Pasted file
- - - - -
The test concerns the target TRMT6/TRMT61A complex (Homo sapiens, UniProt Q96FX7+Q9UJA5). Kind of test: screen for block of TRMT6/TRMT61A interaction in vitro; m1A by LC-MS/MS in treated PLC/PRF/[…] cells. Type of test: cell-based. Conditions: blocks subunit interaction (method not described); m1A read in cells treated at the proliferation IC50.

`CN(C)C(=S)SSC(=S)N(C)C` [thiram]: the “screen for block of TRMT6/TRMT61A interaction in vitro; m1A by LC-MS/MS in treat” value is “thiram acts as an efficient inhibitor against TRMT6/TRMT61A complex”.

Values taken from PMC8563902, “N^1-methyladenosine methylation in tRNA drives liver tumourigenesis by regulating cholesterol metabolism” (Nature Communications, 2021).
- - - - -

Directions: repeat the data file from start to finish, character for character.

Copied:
The test concerns the target TRMT6/TRMT61A complex (Homo sapiens, UniProt Q96FX7+Q9UJA5). Kind of test: screen for block of TRMT6/TRMT61A interaction in vitro; m1A by LC-MS/MS in treated PLC/PRF/[…] cells. Type of test: cell-based. Conditions: blocks subunit interaction (method not described); m1A read in cells treated at the proliferation IC50.

`CN(C)C(=S)SSC(=S)N(C)C` [thiram]: the “screen for block of TRMT6/TRMT61A interaction in vitro; m1A by LC-MS/MS in treat” value is “thiram acts as an efficient inhibitor against TRMT6/TRMT61A complex”.

Values taken from PMC8563902, “N^1-methyladenosine methylation in tRNA drives liver tumourigenesis by regulating cholesterol metabolism” (Nature Communications, 2021).